Tum vero universa contio accensa est, et a corporis custodibus initium factum, clamantibus discerpendum esse parricidam manibus eorum. id quidem Philotas, qui graviora supplicia metueret, haud sane iniquo animo audiebat; at rex in contionem reversus, sive ut in custodia quoque torqueret, sive ut diligentius cuncta cognosceret, concilium in posterum diem distulit et, quamquam in vesperam inclinabat dies, tamen amicos convocari iubet. et ceteris quidem placebat, Macedonum more obrui saxis, Hephaestio autem et Craterus et Coenus tormentis veritatem exprimendam esse dixerunt; et illi quoque qui aliud suaserant in horum sententiam transeunt.
(Quintus Curtius, Historiae Alexandri Magni 6.11.8-10)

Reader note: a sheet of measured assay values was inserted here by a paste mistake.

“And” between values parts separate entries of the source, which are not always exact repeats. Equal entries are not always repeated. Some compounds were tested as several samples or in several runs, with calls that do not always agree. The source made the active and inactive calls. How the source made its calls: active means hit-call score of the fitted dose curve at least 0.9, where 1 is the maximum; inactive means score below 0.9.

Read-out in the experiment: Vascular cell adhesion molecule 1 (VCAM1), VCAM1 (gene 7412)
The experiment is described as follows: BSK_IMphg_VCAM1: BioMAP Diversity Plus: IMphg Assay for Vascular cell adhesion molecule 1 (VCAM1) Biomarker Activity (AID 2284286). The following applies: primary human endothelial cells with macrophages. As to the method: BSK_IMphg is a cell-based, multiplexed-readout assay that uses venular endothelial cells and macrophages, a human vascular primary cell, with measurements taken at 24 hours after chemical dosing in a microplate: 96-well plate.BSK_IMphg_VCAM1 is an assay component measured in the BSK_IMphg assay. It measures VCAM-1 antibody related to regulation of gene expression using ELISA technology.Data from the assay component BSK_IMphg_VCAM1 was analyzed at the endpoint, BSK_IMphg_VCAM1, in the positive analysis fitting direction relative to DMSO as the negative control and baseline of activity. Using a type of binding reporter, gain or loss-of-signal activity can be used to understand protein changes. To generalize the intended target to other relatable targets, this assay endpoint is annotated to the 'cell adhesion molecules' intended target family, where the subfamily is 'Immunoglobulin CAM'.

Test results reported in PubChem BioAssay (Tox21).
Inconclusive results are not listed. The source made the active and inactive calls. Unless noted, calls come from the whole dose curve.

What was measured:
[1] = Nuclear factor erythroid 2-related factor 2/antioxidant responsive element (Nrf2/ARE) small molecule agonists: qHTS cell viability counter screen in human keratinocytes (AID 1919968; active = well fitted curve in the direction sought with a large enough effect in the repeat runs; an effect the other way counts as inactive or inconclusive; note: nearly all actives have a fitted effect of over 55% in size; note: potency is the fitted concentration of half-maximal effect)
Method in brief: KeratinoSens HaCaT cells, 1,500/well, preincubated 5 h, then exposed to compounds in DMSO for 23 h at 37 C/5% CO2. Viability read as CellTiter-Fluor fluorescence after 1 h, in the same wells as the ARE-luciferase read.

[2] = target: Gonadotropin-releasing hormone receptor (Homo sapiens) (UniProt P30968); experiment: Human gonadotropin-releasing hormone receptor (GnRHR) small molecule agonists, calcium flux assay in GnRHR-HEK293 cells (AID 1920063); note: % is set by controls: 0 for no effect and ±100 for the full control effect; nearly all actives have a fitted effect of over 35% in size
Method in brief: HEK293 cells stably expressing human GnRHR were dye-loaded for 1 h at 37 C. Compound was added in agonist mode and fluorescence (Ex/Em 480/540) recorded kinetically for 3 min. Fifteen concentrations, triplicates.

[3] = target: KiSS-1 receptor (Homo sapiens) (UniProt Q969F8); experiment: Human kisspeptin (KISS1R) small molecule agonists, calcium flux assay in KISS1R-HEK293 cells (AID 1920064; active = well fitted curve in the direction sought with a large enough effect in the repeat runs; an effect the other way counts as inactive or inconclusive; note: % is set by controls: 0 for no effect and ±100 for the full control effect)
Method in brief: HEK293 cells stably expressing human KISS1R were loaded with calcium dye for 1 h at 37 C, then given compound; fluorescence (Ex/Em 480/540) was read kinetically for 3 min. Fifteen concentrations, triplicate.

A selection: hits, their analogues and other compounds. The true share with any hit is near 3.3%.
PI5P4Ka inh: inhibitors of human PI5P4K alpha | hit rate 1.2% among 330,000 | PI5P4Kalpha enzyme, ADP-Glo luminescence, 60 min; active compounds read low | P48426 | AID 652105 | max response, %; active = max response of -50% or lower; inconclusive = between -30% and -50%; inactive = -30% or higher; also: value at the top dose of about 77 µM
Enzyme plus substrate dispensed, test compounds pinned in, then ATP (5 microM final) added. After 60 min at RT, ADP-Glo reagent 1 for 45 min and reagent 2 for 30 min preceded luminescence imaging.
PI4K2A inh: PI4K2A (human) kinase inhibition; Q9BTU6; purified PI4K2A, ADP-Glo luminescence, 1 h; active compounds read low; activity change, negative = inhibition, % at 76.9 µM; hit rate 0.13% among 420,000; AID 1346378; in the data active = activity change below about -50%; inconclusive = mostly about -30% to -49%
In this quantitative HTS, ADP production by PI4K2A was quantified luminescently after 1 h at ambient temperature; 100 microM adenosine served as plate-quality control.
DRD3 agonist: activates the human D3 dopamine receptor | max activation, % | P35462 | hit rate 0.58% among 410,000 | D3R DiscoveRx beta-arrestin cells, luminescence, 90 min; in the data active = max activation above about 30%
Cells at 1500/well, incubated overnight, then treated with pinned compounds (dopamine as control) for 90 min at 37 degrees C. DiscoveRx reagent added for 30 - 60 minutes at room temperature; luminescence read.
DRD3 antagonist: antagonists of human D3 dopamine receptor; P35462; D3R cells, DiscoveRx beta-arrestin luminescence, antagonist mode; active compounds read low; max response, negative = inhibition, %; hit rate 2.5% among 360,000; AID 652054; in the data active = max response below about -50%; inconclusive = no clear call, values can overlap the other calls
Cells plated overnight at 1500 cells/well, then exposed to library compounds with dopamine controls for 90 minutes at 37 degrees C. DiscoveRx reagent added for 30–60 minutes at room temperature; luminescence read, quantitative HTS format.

Then truly the whole assembly was inflamed, and a beginning was made by the body-guards, who shouted that the traitor ought to be torn to pieces by their own hands. This indeed Philotas, who feared severer tortures, heard by no means reluctantly; but the king, having returned to the assembly, either that he might also torture him in prison, or that he might investigate the whole matter more carefully, adjourned the council to the following day, and although the time was approaching evening, he nevertheless ordered his friends to be called together. And the rest for their part recommended that Philotas be stoned to death, according to the ancient custom of the Macedonians, but Hephaestion and Craterus and Coenus said that the truth ought to be forced from him by torments; and those also who had recommended the other course went over to their opinion. (tr. John C. Rolfe)